I read Coriolanus on Kindle, in an edition that had no annotations whatsoever, and I have to confess that I found it hard work, more challenging than Shakespeare’s plays. I’m in the habit now of using the Oxford English Dictionary on Kindle to look up words as I read, but many words from the play weren’t included . Plus, Coriolanus – despite a gory battle scene early on – struck me as including more debate and less action than some other plays, which probably added to the challenge. Still, my opinions might have been difficult if I’d forked out for a better edition.

The protagonist, Coriolanus, is a Roman patrician and a renowned warrior, who is at his best on the battlefield where he is unbeatable. The flip side of this is that he is very sure of his own worth, sees no reason to compromise or sweeten his words, and disdains the Roman people. This is an attitude he has inherited from his mother, who extols courage and glory above all else, and appears to also despise the plebs.

In this play we see Menenius, his closest friend, and Caminius, his general, extolling Coriolanus’ virtues. However, the majority of his valour is ‘off-camera’ and much more ‘screen-time’ is given to his tirades against the common people and his refusal to amend his views. He sees his inflexibility as one of his best qualities, and possibly the ideal nature of a Real Man. This is his undoing; ultimately two of the tribunes appointed to speak for the Roman citizens, Brutus and Sicinius, are able to use his views and words against him, and banish him from Rome midway through the play.

There is real some humour when Coriolanus speaks of the common people. His first words of the play are in the first act, where the plebs are protesting against grain shortages and are calling for Coriolanus’ death, as he is the most hated of all the Roman patricians. Menenius has been speaking to them and calming them down when Coriolanus stalks in and demands:

“What’s the matter, you dissentious rogues that, rubbing the poor itch of your opinion, make yourselves scabs?”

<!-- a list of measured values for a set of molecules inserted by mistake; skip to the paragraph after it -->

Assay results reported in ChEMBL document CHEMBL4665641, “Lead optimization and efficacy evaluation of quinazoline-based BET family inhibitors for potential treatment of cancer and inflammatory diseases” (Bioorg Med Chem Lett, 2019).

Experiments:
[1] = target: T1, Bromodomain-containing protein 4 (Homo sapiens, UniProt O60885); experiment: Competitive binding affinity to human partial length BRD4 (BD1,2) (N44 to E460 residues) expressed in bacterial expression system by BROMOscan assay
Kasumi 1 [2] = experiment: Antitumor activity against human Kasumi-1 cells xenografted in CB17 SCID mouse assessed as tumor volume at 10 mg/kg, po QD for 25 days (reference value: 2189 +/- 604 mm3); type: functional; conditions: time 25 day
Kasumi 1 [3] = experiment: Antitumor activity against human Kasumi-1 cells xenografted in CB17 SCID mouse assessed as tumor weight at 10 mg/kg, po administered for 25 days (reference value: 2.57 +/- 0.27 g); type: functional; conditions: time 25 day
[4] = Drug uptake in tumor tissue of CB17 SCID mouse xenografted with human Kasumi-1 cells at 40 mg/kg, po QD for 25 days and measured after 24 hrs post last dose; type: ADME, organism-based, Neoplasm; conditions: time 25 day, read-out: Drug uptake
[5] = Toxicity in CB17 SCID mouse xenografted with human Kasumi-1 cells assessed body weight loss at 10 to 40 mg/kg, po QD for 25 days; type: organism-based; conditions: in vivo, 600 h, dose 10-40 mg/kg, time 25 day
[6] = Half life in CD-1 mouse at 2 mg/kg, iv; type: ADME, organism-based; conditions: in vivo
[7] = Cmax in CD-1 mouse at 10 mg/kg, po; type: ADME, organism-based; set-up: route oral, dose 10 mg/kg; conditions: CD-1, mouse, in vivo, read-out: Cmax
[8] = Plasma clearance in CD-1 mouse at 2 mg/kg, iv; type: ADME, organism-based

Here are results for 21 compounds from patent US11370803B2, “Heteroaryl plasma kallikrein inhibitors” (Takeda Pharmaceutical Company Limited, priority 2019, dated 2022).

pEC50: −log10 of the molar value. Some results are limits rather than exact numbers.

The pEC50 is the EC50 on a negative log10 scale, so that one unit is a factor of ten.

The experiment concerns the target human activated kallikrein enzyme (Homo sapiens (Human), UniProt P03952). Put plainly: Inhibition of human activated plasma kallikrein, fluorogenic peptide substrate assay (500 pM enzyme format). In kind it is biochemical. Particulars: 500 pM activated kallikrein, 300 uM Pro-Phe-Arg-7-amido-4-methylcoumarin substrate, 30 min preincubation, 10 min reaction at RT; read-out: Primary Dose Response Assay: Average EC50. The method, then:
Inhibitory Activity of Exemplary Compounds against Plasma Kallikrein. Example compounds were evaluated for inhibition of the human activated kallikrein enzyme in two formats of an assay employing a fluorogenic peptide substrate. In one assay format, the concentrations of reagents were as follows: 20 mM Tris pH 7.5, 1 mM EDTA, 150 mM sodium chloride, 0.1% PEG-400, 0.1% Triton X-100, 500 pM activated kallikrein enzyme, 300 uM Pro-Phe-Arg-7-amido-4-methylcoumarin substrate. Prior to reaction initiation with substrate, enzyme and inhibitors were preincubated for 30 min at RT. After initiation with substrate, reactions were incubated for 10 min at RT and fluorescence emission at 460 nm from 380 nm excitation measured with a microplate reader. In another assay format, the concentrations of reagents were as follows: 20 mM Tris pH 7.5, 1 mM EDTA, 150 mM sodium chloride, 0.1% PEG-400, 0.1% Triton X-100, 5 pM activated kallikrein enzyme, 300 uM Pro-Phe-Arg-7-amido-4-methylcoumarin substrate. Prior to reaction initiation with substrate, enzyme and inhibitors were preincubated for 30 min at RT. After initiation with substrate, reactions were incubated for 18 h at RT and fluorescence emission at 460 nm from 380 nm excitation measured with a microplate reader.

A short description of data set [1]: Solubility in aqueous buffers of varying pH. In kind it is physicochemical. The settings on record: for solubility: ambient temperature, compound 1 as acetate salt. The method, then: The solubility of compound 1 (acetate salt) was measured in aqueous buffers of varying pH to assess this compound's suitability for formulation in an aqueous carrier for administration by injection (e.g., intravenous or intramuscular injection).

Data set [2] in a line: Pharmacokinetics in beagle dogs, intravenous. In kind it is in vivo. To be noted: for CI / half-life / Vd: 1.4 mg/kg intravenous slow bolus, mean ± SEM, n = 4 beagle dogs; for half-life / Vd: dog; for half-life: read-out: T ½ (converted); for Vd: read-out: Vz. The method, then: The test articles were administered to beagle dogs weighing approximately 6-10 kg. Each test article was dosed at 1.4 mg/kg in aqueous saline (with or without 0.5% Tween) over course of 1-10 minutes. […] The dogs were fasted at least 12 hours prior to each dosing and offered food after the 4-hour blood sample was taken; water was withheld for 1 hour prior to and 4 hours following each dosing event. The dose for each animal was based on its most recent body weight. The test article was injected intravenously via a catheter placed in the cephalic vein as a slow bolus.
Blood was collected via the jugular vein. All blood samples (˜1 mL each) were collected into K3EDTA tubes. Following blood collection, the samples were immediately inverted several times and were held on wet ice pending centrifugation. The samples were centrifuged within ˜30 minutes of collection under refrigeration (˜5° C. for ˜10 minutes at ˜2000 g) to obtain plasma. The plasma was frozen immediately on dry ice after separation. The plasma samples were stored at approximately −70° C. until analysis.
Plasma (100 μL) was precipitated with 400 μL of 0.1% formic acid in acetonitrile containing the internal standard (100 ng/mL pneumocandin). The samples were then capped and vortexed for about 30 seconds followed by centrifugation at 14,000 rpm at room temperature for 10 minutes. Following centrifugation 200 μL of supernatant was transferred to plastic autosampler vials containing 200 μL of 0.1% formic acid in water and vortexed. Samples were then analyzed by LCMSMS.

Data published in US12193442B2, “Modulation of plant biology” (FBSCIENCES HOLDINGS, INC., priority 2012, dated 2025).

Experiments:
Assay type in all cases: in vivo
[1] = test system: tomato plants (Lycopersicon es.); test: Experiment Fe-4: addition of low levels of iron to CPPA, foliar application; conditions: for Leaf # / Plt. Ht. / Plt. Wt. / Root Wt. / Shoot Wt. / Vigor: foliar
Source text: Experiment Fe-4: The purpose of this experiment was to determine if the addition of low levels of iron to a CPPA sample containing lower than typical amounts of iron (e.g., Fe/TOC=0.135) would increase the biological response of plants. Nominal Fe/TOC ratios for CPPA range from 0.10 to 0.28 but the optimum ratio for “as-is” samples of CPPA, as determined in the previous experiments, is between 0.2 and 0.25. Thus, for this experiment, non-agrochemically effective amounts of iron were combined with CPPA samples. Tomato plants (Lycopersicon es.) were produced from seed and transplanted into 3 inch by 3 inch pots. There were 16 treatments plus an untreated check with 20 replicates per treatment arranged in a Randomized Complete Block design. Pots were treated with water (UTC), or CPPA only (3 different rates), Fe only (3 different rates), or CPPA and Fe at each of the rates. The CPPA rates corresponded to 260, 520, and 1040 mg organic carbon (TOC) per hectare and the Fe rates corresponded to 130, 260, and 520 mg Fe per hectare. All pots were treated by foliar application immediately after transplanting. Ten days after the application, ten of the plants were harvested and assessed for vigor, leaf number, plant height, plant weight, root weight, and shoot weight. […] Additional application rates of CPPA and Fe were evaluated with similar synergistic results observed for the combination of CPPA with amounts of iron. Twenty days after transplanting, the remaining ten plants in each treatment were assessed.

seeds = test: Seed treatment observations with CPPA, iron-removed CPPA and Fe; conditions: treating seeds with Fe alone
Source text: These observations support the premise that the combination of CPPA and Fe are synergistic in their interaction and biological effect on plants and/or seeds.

He continues in this vein and gets more and more insulting as the play goes by; when the common soldiers flee the forces of the Volsces, their enemies, he remarks:

“You souls of geese that bear the shapes of men, how have you run from slaves that apes would beat! … All hurt behind; backs red, and faces pale with flight and agued fear!”

For me, it wasn’t clear whether Shakespeare intended the audience to sympathise with the Roman people or Coriolanus, and I think the play could be performed to support either view. Coriolanus accuses the plebs of being fickle, influencing the senate with their short-term demands, not being able to think for themselves, and to some extent, these behaviours are portrayed in this play. The plebs call for Coriolanus’ death; they are dissuaded; they reluctantly agree to support him as consol; they are influenced by their two tribunes and change their minds; they support Coriolanus’ banishment, and then when he threatens the city with the Volsces, they deny that they supported the banishment.

The plebs’ actions appear to support Coriolanus’ opinions, until one might consider that his fault lay not in his opinions, but in speaking them too loudly. At the same time, he’s not a good bloke, and in modern society Coriolanus would definitely run for office under the UKIP banner.

 

Unlike some other of Shakespeare’s tragedies, Coriolanus’  head count was not significant, although the play does end with Coriolanus’ death.

I’m looking forward to seeing this play performed. Firstly, as I’ve mentioned, to see which, if any parties, are cast in a sympathetic light. Another challenge will be that the play is written against the background of crowds: crowds of the plebs, protesting and calling for Coriolanus’ execution; groups of soldiers in battle; and elections held in the Senate (where presumably there would be a quorum present). The Cambridge Shakespeare Festival normally has relatively small cast sizes, with actors playing multiple roles, as was common in Shakespearean times. To me, the portrayal of numbers against a few privileged noblemen is important, so I look forward to see how this is done.

Finally, a fun fact – Coriolanus was very popular in Nazi Germany! Quoting my DK Big Book of Shakespeare,

“Coriolanus’ position as a powerful leader battling against a failing democratic system was emphasized. Germans were encouraged to see Hitler as a similar figure – with the implication that, to avoid the play’s tragedy, it was necessary for the masses to follow him unwaveringly.”

Amazing.

Would I recommend Coriolanus to readers? Not necessarily above his other plays, though it may just be that I didn’t ‘fuse’ with the story. I particularly enjoyed Menenius’ speeches – there is a wonderful analogy of Rome as the human body, with the Senate as the stomach! – but I didn’t recognise any memorable quotes. More importantly, I found the progression of the play’s plot, without the context of the performance, unsatisfying. But that’s just my opinion, and I do look forward to seeing Coriolanus performed.